How the USSR gave us Wall Street's quant craze

Wall Street's quant jocks have always held a quiet mystique, but until recently, only the nerdiest of observers knew who and what they were. But the troubles facing big banks with notable names has made financial sleuths of us all, eager to understand and piece together exactly what sank Wall Street. So quants, are you ready for your close up?

They are the rocket scientists of finance, highly trained mathematicians, scientists, and engineers who delve deep into quantitative analysis. They create mathematical models that can make the frat boys who push stocks and commodities on the trading floor very, very rich. Quants cook up formulas that coolly demonstrate which financial instruments have the highest probability of generating the highest return at the lowest risk, and Wall Street rolls with them -- though, as we've learned, those formulas sometimes work better on paper than they do in real life.

Wired's latest cover story by's Felix Salmon, The Secret Formula that Destroyed Wall Street, tells the story of David X. Li, a Chinese-born math whiz who made it possible for bankers to spread the virus of collateralized debt obligations (CDOs), which in turn spread risk and fueled the subprime crisis.

The New York Time's most emailed story of the day, as of this writing, They Tried to Outsmart Wall Street, is another aptly-titled look at quants. The verdict from the article seems to be that banks shouldn't have taken these formulas as seriously as they did. However, if you build it, they will come. And did they ever!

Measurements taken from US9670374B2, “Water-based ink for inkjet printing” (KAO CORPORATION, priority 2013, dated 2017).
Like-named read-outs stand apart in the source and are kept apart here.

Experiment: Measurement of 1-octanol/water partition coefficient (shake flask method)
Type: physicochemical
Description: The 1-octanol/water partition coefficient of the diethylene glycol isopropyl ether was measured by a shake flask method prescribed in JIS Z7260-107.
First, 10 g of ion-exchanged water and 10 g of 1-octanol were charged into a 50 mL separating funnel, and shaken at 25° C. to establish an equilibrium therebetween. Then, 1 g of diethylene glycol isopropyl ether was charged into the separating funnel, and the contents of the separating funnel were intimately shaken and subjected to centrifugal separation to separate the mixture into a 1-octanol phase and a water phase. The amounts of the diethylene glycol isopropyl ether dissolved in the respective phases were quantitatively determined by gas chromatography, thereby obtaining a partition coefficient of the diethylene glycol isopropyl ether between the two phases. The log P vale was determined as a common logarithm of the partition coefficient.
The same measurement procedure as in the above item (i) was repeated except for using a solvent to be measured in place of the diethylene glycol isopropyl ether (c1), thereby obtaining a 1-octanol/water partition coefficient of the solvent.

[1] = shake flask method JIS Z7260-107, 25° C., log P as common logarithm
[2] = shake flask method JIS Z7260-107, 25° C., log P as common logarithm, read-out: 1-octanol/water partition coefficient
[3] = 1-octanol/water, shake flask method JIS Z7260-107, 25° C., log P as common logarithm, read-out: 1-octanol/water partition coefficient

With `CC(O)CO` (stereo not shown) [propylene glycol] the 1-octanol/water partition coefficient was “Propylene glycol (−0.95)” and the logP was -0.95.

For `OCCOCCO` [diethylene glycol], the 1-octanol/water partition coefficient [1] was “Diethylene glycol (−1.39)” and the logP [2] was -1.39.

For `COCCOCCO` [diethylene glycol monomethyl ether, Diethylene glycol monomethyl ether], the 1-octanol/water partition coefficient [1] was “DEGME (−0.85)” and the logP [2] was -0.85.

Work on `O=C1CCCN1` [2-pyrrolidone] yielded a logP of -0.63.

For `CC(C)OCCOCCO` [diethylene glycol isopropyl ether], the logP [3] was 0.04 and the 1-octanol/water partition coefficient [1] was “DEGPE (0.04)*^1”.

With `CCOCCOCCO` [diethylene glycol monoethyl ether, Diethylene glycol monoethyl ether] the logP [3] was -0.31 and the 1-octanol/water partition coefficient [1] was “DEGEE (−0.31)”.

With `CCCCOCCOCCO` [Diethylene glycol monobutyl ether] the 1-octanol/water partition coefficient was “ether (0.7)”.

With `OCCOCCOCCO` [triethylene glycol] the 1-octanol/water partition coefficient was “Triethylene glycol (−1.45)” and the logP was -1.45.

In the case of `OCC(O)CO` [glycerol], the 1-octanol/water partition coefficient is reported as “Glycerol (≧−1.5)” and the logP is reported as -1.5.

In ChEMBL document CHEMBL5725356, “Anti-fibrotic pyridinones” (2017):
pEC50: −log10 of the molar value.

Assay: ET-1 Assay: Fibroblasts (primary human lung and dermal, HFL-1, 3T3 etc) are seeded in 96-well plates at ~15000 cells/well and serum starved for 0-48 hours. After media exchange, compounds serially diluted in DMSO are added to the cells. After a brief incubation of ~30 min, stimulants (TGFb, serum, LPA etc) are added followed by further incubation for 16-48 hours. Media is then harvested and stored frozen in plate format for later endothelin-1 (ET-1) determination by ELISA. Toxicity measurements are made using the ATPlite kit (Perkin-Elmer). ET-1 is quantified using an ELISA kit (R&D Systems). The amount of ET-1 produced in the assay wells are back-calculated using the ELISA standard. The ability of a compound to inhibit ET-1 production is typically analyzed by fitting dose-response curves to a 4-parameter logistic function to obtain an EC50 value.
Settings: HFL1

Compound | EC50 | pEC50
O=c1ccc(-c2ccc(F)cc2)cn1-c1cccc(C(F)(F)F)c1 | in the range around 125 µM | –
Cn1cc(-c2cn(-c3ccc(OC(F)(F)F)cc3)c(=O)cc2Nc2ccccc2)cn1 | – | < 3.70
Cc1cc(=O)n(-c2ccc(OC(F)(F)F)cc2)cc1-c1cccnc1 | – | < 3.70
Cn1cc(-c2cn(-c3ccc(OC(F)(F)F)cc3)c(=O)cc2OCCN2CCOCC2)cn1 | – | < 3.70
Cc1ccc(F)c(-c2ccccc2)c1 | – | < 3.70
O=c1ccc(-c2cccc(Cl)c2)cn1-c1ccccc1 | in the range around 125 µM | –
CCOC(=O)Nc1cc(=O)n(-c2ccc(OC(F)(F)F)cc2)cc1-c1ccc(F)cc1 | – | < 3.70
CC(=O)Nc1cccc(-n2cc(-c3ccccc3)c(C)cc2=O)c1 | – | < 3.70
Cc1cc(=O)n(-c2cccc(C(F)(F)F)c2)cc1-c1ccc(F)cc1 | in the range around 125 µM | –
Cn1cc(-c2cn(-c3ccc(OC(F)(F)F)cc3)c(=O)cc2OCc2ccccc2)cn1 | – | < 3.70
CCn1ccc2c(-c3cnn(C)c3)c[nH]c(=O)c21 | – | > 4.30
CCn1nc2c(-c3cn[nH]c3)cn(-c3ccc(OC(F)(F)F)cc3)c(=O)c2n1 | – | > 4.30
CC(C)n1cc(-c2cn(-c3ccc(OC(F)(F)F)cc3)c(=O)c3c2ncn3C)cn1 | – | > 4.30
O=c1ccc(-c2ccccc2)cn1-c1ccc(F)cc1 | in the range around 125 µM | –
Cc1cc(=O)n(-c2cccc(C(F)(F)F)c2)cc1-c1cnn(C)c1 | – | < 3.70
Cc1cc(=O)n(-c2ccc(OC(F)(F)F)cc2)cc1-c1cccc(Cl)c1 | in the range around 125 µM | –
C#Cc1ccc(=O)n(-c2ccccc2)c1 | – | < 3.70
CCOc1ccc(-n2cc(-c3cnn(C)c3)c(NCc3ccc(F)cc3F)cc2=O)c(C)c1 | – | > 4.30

Far from being a source of shame, being a quant jock is still a popular career choice for the best and the brightest coming out of leading universities. The Times article mentions an M.I.T. career workshop, "So You Want to Be a Quant," that was "overflowing" with students. Sheesh, a generation falleth, another riseth. But they'll have their hands full conjuring up ways to make Wall Street profitable again.

What's interesting to me, as a lover of Freakonomics, is that if the Cold War kept on going, then Wall Street would probably never have gotten a wave of quants, eager to apply the fine laws of mathematics to unruly financial markets. The Times explains:
Physicists began to follow the jobs from academia to Wall Street in the late 1970s, when the post-Sputnik boom in science spending had tapered off and the college teaching ranks had been filled with graduates from the 1960s . . . Things got even worse after the cold war ended and Congress canceled the Superconducting Supercollider, which would have been the world's biggest particle accelerator, in 1993.
So if scientists got squeezed out of science as the Cold War ended and found jobs on Wall Street instead, where will the quants go now? Geniuses will be geniuses -- good and evil (and how much power they wield) depends on who's paying them. And I suspect that despite the financial crisis, many quants will stay on Wall Street, searching for profits amid the ruins.
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